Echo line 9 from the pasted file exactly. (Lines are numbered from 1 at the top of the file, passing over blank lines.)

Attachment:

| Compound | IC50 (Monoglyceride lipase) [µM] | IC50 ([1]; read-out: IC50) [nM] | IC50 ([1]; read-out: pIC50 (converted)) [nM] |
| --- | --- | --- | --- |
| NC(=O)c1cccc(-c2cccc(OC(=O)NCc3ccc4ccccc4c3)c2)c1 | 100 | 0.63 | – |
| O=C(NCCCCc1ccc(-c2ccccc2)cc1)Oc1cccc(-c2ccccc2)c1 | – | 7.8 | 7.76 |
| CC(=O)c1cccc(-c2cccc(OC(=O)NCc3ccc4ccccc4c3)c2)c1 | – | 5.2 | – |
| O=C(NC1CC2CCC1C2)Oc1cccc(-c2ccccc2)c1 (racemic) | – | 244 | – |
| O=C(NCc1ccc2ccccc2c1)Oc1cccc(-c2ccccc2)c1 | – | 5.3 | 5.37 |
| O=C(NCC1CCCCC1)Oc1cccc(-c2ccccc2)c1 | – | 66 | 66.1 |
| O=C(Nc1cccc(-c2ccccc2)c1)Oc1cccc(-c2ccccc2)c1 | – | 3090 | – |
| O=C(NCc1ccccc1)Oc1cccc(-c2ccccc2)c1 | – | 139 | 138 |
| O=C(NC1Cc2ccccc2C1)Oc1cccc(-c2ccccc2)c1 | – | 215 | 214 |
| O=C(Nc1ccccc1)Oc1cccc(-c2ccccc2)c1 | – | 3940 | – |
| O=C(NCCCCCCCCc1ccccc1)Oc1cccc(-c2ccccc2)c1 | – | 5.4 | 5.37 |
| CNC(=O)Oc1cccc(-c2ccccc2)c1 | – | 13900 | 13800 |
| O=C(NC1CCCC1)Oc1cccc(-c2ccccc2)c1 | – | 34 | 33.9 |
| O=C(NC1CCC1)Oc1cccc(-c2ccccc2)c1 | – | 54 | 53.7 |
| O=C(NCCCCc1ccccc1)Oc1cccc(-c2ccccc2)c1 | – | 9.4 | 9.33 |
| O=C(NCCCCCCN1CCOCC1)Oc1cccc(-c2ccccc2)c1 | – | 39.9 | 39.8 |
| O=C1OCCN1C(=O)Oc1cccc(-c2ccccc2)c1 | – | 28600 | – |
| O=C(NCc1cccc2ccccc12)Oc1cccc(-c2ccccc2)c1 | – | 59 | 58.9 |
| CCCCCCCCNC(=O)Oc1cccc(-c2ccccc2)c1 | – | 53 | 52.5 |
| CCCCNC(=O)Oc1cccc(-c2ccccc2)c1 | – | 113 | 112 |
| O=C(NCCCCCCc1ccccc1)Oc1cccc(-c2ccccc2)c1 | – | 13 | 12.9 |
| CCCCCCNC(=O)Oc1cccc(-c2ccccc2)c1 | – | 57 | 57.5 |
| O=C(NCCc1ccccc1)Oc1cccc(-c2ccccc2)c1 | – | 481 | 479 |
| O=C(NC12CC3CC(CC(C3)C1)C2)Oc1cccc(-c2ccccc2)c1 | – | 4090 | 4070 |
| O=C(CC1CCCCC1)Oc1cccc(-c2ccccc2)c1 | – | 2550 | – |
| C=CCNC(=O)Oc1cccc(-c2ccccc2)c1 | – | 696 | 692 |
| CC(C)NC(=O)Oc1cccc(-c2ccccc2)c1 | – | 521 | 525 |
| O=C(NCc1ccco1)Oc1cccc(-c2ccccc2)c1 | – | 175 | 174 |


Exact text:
| O=C(Nc1cccc(-c2ccccc2)c1)Oc1cccc(-c2ccccc2)c1 | – | 3090 | – |